Cloud, Edge, IoT
- TYPE: Combined Session DATE: Wednesday, May 13, 2020 TIME: 17:30-18:30 LOCATION: CHIEMSEE
As the industry iterates beyond simple cloud deployments, application & identity architects confront new challenges in deploying and managing complex application instances which span the globe across multiple provider regions. Rapid failover from one region to another is a critical component for these distributed applications- but did you know how much your cloud DNS service and DNS architecture impact the speed that traffic can be rerouted from one region to another? In this talk, Jon Lehtinen shares his experiences testing several DNS architectures, and highlights how different resolution methods, failover policies, and other seemingly inconsequential components greatly impact how instantaneous- or not- your failover can be. Join him as he walks through tests of several cloud DNS architectures in search of instantaneous failover.
1) Even in well-architected, multi-region application deployments, there are significant differences in failover times based upon the DNS resolution method selected. Balancing region selection/geolocation with speed of recalculation on regional failover is not as rapid as one would think- and I have the benchmarks that prove it.
2) There are several additional, subtle settings which greatly impact the failover speed from one region to another within a cloud service- things like TTL on the DNS service itself, the frequency, timeout duration, and failure threshold of health checks, as well as the nature of the load balancers distributing traffic to application nodes. I also have data that show the impact of each of these items.
3) There may be a true, lower limit threshold for failover speed across regions when using native cloud services like Route53 that enterprise architects need to be aware of when designing their applications and anticipating their app's tolerance for interruption during failover. The instantaneous failover may need to start within an organization's own network and then step into the public cloud as it seems possible to narrow the window for failover to below the threshold for triggering an outage alert, but not below the notice of an API call or automated process.
4) The quickest failover methods require a significant number of DNS aliases, health checks, and routes, all of which need to be updated each time any of the DNS endpoints get updated. As such, a mature infrastucture-as-code process is a must to maintain the best designs, otherwise the opportunity for human-introduced error is very likely.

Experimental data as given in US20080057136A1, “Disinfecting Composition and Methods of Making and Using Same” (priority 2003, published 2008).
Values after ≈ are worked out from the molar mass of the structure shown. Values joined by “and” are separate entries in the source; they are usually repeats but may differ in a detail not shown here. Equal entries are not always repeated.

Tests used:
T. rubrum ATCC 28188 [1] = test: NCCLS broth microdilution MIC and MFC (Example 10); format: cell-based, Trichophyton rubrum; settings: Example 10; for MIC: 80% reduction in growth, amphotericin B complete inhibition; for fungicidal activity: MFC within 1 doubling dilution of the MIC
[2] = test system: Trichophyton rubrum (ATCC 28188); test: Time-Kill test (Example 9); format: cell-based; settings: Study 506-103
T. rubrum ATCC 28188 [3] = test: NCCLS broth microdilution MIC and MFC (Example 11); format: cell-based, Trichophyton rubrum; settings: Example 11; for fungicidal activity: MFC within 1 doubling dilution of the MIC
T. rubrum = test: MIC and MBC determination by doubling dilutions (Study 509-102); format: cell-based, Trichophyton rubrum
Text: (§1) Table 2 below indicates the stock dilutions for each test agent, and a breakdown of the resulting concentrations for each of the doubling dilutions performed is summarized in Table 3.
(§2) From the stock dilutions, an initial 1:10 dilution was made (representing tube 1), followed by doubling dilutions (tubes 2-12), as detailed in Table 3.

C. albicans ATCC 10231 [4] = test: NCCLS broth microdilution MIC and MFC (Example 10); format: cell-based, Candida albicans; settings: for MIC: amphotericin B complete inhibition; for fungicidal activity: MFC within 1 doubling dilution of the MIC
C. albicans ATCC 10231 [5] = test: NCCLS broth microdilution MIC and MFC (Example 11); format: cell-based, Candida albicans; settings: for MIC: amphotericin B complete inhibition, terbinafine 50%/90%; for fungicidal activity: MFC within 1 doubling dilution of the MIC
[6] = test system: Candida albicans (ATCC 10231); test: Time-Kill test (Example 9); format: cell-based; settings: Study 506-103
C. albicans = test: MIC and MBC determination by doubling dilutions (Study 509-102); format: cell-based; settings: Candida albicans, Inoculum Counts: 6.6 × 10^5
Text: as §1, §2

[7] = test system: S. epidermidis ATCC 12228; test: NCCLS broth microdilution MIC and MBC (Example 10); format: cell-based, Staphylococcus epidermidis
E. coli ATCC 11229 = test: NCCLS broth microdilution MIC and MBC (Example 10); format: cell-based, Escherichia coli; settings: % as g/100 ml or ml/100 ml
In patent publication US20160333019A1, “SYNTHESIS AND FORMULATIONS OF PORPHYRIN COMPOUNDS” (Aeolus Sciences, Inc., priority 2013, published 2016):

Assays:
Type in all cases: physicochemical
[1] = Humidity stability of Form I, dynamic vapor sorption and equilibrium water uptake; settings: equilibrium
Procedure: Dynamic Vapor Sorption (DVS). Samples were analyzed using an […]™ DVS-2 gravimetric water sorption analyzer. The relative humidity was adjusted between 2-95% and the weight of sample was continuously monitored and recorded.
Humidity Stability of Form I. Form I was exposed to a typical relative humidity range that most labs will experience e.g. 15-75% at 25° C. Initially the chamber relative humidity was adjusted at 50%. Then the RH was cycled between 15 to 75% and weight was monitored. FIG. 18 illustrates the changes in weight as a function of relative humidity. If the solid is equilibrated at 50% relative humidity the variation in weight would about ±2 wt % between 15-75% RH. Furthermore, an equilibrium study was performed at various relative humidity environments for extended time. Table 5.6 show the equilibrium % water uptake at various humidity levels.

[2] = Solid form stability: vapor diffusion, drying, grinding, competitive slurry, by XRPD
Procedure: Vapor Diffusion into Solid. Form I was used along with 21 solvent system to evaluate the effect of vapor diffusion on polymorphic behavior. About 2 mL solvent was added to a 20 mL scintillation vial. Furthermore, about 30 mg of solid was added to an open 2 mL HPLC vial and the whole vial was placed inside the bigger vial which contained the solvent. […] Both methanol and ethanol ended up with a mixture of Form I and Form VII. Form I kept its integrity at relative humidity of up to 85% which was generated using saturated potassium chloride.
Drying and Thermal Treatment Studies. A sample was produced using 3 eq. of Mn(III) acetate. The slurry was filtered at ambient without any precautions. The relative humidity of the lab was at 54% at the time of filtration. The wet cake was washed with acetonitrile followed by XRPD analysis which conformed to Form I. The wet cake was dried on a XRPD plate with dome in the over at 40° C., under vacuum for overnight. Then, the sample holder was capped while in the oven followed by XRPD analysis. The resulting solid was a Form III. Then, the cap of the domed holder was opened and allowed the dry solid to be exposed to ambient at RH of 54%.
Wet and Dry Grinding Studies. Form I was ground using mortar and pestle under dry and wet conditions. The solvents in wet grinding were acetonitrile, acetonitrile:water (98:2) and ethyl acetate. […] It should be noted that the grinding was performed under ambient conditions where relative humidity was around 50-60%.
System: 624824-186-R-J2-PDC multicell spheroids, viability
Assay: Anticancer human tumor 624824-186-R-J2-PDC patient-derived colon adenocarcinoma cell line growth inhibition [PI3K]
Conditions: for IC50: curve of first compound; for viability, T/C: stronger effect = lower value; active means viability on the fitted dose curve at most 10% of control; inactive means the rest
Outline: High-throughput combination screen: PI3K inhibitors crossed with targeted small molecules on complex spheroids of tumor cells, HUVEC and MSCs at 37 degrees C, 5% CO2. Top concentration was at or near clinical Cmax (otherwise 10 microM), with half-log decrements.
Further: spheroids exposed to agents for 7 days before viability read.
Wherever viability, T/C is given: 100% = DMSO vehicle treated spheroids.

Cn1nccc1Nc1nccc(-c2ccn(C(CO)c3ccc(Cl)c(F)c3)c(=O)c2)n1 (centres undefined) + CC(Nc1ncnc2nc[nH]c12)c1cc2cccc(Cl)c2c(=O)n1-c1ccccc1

With the evolution of the wireless network, the transformation of the 5G Core Network to a RESTful design of standardized open Application Programming Interfaces (APIs) used in the service-based architecture (SBA) enabling the various authorized network functions (NFs) to access services. The authorization framework used for the NF service access is based on the OAuth 2.0 framework. Similarly, the authorization framework used for capability expose to third-parties, such as service providers and vertical industries outside the mobile network operator’s (MNOs) domain, is also based on OAuth 2.0.
This presentation will provide an overview of the 5G Core Network SBA, the key architectural components, security threats and recommended measures for protecting it in order to enable this fundamental shift in next-generation cellular system and unlock the potential of what 5G can deliver.
* Provide an overview of the 5G Core Network SBA and key architectural components including the API and authorization framework defined.
* Provide an overview and detailed examples of the security threats that are introduces with this architecture.
* Recommendations for how to address the security threats both in terms of implementation and standards development community.
- Registration fee:
- Contact person:
Mr. Levent Kara
+49 211 23707710
- May 12 - 15, 2020 Munich, Germany
The European Identity & Cloud Conference 2020 is proud to present a large number of partners
How can we help you